Declan is a member of The Motley Fool Blog Network -- entries represent the personal opinion of the blogger and are not formally edited.
Santa is still offering gifts into the run up to next week. While one can expect trading volumes to lighten as 2013 approaches, there is still a surprisingly high level of buying supporting this market, despite Fiscal Cliff concerns.
One stock appealing to buyers is Esterline Tech Corp (NYSE: ESL). The company operates within the engineered products and systems for the aerospace and defense industry. It is a stock which has largely flown under the radar in 2012. It peaked at $82.28 in 2011 and subsequently went to almost half in price later that year. Since then, it has muddled along until it popped onto my radar.
During this time of reflection, the company has been coming in around analyst estimates in a relatively unspectacular fashion, until recent Q4 earnings saw a significant jump when the stock came in well ahead of analyst expectations. The $1.97 per diluted share exceeded the prior year Q4 by over 70 cents. Brad Lawrence, CEO, went on to say "Esterline is in a healthy position, poised for another strong year", guiding for $5.45-5.80 for fiscal 2013. However, it hasn't all been smooth running for Esterline; as recently as August the company had cut earnings projections for 2012 because of a $52 million charge against its Racal Acoustics defense business.
So what are the expectations for Esterline in 2013?
With military actions ongoing in Afghanistan, but NATO and US involvement likely to ease further into 2013, there will be greater emphasis on relief and support services as the withdrawal continues. In that regard, a potential order for (military transport) C-130 cockpit retrofits would fit with this dynamic, but given the uncertainty of the order (or for who it's for; in 2009 the Chilean Air Force had its C-130 avionics upgraded by Esterline), it hasn't been factored into Esterline's 2013 guidance. The US Navy's Boeing P-8 is set to go into operation into 2013, with plans for the Navy to buy 117 planes. The initial production rollout was for 13 planes, but this should deliver ongoing revenue for Esterline as the order is filled out. Palomar Products, bought by Esterliene, is responsible for the Intercommunications Systems in the P-8. However, Boeing (NYSE: BA) had a more mixed view on U.S. Defense spending, with a drop in domestic demand offset by increased international demand. The latter accounted for 30% of Boeing's Defense revenues. Certainly it's an area Esterline can look to benefit from.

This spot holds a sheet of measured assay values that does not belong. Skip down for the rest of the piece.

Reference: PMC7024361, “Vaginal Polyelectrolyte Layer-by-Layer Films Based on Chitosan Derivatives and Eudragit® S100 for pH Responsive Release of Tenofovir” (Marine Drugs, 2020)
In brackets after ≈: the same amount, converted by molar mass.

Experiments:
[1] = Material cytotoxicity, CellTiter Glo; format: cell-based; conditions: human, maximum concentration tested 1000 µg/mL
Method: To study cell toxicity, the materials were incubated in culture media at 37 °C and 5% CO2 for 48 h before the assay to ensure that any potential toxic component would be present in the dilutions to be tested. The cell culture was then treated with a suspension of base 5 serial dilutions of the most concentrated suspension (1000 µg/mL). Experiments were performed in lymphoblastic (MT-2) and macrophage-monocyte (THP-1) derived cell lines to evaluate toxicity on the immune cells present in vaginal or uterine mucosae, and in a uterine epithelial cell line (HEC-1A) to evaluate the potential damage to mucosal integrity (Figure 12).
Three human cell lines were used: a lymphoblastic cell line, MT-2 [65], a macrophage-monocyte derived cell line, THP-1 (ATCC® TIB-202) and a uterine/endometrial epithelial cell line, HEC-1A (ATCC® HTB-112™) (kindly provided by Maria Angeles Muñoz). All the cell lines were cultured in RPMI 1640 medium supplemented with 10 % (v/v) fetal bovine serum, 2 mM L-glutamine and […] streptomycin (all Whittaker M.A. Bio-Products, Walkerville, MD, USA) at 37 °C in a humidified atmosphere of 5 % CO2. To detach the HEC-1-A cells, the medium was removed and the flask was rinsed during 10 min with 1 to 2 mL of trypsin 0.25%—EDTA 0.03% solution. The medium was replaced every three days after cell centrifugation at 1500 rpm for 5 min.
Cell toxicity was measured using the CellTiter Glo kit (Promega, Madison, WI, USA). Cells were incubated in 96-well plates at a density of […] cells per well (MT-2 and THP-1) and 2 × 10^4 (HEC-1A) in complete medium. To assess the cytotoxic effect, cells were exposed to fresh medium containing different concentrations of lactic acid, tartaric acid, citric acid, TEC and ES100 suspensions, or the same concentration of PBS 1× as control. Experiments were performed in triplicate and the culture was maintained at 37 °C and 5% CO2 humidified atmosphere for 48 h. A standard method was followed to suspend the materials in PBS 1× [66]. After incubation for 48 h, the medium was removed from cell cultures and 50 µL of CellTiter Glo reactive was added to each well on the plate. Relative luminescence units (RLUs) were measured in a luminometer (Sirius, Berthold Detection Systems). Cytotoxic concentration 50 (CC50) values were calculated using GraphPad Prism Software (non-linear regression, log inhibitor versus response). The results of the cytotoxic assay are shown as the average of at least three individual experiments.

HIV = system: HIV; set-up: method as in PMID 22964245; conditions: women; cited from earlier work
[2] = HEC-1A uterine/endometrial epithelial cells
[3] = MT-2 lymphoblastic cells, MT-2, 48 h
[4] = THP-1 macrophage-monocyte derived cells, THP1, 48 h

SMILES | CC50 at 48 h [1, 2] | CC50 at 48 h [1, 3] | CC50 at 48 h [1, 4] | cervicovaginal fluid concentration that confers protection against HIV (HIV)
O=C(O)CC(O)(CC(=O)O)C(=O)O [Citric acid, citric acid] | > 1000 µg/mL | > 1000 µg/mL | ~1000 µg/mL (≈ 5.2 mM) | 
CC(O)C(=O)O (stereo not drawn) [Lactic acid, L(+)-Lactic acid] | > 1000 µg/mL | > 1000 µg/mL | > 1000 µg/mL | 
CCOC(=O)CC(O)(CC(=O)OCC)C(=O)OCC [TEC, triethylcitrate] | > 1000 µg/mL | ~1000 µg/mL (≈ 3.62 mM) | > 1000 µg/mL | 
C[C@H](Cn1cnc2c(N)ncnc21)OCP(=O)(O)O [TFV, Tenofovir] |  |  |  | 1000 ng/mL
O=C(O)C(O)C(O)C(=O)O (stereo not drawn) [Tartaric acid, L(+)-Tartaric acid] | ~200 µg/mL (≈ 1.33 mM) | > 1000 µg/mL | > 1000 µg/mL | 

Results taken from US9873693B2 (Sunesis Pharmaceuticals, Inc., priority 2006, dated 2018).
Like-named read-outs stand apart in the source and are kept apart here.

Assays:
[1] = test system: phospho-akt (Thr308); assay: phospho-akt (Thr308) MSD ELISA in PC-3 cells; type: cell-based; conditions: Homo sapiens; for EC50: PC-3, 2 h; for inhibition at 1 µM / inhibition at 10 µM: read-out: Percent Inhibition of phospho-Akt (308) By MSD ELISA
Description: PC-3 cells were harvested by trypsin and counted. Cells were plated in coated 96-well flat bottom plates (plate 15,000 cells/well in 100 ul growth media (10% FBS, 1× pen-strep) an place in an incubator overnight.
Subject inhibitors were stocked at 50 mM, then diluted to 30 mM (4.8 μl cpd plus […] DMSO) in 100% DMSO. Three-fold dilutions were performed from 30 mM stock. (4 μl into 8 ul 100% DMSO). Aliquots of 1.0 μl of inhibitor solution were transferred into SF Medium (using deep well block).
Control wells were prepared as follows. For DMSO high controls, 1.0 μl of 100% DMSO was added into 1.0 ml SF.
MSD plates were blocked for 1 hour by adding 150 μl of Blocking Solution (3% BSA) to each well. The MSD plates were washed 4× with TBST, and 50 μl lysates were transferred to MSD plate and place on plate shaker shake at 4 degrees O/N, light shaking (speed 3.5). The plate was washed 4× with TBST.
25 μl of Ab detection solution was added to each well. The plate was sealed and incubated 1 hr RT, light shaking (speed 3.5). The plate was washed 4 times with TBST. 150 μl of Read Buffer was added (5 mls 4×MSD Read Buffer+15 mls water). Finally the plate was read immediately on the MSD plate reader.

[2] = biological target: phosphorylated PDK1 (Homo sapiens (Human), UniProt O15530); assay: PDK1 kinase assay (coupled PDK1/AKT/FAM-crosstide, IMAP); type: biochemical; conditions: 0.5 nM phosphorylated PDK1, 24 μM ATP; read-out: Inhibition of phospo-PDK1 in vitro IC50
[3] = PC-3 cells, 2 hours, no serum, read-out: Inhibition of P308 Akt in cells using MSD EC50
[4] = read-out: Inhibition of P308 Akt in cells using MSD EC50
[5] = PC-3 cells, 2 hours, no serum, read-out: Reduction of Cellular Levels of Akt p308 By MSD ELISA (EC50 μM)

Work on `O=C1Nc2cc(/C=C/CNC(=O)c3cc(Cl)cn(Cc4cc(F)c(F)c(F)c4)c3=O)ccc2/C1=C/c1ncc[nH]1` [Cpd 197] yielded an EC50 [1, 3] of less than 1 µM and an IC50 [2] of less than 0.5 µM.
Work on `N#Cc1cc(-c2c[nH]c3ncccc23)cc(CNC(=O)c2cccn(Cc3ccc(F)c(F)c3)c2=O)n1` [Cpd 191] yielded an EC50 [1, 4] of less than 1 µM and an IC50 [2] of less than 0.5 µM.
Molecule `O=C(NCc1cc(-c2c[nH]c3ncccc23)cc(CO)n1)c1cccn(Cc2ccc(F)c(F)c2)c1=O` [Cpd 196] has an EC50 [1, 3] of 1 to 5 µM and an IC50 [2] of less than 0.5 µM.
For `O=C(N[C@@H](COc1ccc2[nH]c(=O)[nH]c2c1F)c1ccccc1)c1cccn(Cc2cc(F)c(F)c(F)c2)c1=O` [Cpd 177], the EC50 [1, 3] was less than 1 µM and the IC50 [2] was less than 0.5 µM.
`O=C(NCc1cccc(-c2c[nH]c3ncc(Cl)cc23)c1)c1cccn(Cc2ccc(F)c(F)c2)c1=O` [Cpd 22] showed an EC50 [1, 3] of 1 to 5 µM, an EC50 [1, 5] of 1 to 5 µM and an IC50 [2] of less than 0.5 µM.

The commercial aerospace arena is also a tricky environment, but was mentioned as a growth opportunity by the CEO. However, troubles in the global economy have forced commercial aviation companies to delay upgrades and/or orders for replacement aircraft. In the commercial space, Esterline provides avionics to commercial transport aircraft such as the B747, DC-10 and MD-80, but it's unclear what of the newer commercial jets carry their technology?
Certainly, older planes will fast be replaced with newer more fuel efficient models. For example, aviation players like Fed Ex are decommissioning their entire MD-10-30 fleet (albeit, a small portion of their total fleet), to replace them with B767 cargo jets; the first sold by Boeing this year. However, the avionics for the B767 is not supplied by Esterline, but comes from Honeywell. Boeing has described the near term market for air freight as 'soft'. In addition, a $1.9 billion order, including five B747-8 freighters, for Boeing was cancelled.
However, Boeing hasn't felt the pinch too hard, as it has consistently come in ahead of earning estimates in the last seven quarters. Boeing are also "positive" on their growth forecasts. A $1.9 billion hit doesn't read so bad when the company has $307 billion order backlog, with a diversification not seen before as two thirds of the orders coming from outside the U.S. and Europe. So there are opportunities where Esterline may be able to benefit. If Esterline is to make inroads into the commercial sector, it's likely going to have to squeeze Honeywell out of its well established lock on Airbus 320,340 and 380 markets, in addition to its Boeing coverage of 717, 747-400, 757/767, and 777. A tall order, but not impossible. For the near term, Esterline's focus will likely remain on its Defense contracts, but buyers seem happy to accumulate at current prices.
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